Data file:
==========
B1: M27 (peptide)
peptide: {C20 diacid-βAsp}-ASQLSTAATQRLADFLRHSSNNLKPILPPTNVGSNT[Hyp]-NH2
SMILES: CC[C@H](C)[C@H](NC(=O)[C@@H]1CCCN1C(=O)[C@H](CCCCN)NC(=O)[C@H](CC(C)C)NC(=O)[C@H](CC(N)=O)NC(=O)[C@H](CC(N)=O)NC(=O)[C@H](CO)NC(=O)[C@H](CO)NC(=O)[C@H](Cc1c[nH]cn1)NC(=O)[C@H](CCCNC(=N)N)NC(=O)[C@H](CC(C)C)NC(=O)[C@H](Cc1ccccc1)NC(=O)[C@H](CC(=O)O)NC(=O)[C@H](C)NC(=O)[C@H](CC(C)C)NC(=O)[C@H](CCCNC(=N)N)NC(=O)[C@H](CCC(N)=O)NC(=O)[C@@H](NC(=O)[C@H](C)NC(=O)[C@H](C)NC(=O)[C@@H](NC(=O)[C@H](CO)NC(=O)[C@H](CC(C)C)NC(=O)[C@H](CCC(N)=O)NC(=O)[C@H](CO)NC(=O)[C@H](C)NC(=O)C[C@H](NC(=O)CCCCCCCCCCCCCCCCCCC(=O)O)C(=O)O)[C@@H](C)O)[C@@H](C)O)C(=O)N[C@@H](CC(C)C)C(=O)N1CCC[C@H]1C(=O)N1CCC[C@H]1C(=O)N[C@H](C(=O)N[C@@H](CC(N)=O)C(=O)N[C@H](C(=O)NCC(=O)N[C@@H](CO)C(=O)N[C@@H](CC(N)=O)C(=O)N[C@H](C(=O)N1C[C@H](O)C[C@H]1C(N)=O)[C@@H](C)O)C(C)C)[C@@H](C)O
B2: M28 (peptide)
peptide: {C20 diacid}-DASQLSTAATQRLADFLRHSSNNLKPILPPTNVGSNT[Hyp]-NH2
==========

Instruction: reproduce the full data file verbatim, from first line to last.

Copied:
B1: M27 (peptide)
peptide: {C20 diacid-βAsp}-ASQLSTAATQRLADFLRHSSNNLKPILPPTNVGSNT[Hyp]-NH2
SMILES: CC[C@H](C)[C@H](NC(=O)[C@@H]1CCCN1C(=O)[C@H](CCCCN)NC(=O)[C@H](CC(C)C)NC(=O)[C@H](CC(N)=O)NC(=O)[C@H](CC(N)=O)NC(=O)[C@H](CO)NC(=O)[C@H](CO)NC(=O)[C@H](Cc1c[nH]cn1)NC(=O)[C@H](CCCNC(=N)N)NC(=O)[C@H](CC(C)C)NC(=O)[C@H](Cc1ccccc1)NC(=O)[C@H](CC(=O)O)NC(=O)[C@H](C)NC(=O)[C@H](CC(C)C)NC(=O)[C@H](CCCNC(=N)N)NC(=O)[C@H](CCC(N)=O)NC(=O)[C@@H](NC(=O)[C@H](C)NC(=O)[C@H](C)NC(=O)[C@@H](NC(=O)[C@H](CO)NC(=O)[C@H](CC(C)C)NC(=O)[C@H](CCC(N)=O)NC(=O)[C@H](CO)NC(=O)[C@H](C)NC(=O)C[C@H](NC(=O)CCCCCCCCCCCCCCCCCCC(=O)O)C(=O)O)[C@@H](C)O)[C@@H](C)O)C(=O)N[C@@H](CC(C)C)C(=O)N1CCC[C@H]1C(=O)N1CCC[C@H]1C(=O)N[C@H](C(=O)N[C@@H](CC(N)=O)C(=O)N[C@H](C(=O)NCC(=O)N[C@@H](CO)C(=O)N[C@@H](CC(N)=O)C(=O)N[C@H](C(=O)N1C[C@H](O)C[C@H]1C(N)=O)[C@@H](C)O)C(C)C)[C@@H](C)O
B2: M28 (peptide)
peptide: {C20 diacid}-DASQLSTAATQRLADFLRHSSNNLKPILPPTNVGSNT[Hyp]-NH2